Our Times 3


  • Raising the state’s visible hand: Towards a people-centred green transition

    To secure a just, people-centred green recovery, Canada needs both reactive policies to support workers and communities in affected regions, and proactive interventions to ensure an equitable zero-carbon economy. The scope of the policies must add up to the challenge. Instead of asking if we should focus on green transitions amidst the current socioeconomic disarray, the question should be if we can afford not to.

  • What if Canada Post was part of the post-COVID recovery?

    Canadians own the biggest retail network in Canada: Canada Post. Imagine if those locations could drive a post-carbon, post-COVID transition. Imagine if each of those locations were retrofitted for energy efficiency including solar panels. Every delivery vehicle was electric and there was a network of charging stations from coast to coast to coast, supporting them and the needs of our communities by providing public charging stations.

  • Three major threats to life on Earth that we must address in 2021

    Global problems of this scale require global cooperation. Nuclear annihilation and extinction by climate catastrophe are twin threats to the planet. Meanwhile, for victims of the neoliberal assault that has plagued the past generation, the short-term problems of sustaining their mere existence displace fundamental questions about the fate of our children and grandchildren.

  • Canada’s SMR ‘Action Plan’ banks on private sector nuclear pipe dreams

    Why would the Canadian government choose and promote nuclear energy over other cheaper and readily available renewable technologies? It is true that there are still major flaws with renewables, but given that most small modular reactors are a decade away (at least), and the cost of solar has already dropped 89 percent in the last decade, it seems unlikely that SMRs—whenever they are ready—will be competitive.

  • Canada is being left behind in the green economy race

    In Canada, the lack of a coherent national green economy strategy and insufficient federal-provincial collaboration explains why we are rapidly falling behind other industrialized nations. Canada desperately needs stimulus measures to reduce our GHG emissions, foster clean technology development, and secure a just transition to avoid the worst impacts of the climate crisis.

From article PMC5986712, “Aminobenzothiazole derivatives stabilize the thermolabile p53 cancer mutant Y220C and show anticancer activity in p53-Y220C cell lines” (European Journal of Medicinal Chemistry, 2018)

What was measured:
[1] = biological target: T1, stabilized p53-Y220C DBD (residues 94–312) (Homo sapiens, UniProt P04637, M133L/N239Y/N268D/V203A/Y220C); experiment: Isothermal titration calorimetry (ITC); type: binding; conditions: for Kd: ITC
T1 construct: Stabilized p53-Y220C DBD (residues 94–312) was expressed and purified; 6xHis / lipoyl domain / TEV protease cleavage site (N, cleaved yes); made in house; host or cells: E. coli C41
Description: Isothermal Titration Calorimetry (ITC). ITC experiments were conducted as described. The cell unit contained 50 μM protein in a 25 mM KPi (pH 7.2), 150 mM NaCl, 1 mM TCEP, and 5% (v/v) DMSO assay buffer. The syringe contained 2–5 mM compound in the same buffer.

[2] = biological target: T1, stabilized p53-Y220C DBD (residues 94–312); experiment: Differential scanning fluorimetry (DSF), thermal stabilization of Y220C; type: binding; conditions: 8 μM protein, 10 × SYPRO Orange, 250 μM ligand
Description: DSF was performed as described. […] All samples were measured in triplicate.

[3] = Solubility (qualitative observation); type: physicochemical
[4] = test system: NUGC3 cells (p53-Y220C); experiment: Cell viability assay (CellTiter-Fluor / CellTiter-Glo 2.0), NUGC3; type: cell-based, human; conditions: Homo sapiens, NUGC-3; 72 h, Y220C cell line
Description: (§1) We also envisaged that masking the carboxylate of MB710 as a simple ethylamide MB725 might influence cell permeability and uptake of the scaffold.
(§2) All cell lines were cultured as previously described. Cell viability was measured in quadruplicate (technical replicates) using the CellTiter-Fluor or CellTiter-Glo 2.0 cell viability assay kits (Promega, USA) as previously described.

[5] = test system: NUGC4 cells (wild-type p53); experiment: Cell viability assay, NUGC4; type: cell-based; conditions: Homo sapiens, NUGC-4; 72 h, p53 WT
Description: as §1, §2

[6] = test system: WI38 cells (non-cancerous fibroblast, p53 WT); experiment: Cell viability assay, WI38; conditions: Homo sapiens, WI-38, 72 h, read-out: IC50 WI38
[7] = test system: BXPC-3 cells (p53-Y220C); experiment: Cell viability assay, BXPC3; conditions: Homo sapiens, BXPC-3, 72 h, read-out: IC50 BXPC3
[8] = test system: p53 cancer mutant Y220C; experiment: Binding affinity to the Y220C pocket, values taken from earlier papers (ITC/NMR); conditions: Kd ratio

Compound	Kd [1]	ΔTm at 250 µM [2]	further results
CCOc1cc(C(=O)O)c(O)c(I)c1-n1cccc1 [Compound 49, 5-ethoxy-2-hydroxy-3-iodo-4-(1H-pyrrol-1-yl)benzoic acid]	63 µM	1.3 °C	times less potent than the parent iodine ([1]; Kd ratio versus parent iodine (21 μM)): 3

• Canadian corporate greed on display in Mexico mining dispute

    As gold prices soar to record levels, the Los Filos gold mine in Mexico has sat idle since early September after its owner, Vancouver-based Equinox Gold, failed to uphold its agreement with the nearby community of Carrizalillo, a small town of about 3,000 people. Equinox blames the community for the shutdown, but in reality, the company and its executives have no one to blame but themselves.

  • Joe Biden and the new climate denialism

    As Biden seems poised to move into a dominant position in the race for president, the progressives and socialists who vote for him can’t become complacent like they did after Obama’s victory in 2008. The only way to push the administration to take the kind of climate action necessary to avoid the worst warming scenarios will require an organizational effort not seen in the United States in many decades.

  • Canada’s new plastics strategy falls far short of expectations

    The actions taken by Europe and China will plummet global demand for petrochemical production. The technological and economic paradigms in these countries will no doubt spread to the rest of the globe while encouraging Canada to do a lot better than its recent plastics proposal, one that falls short of expectations and does little to address one of the most pressing ecological dilemmas of our time.

  • The Day After: Water

    This marks the seventh installment in an ongoing curated series that asks contributors to imagine the perils and possibilities that will ground our collective response to or emergence from the COVID-19 crisis. Our seventh edition, about water, features contributions from Heather Dorries, Alice Cohen, Brittany Luby and the Niisaachewan Anishinaabe Nation, Kathryn Furlong, and Deborah McGregor.

  • Whatever happened to the Green New Deal?

    Climate change solutions will require a government-led, coordinated effort of building multiple national systems simultaneously that are designed to work together: they must be planned by the government. Fascism again stalks the world, exemplified by the current president, and the left must offer an alternative.

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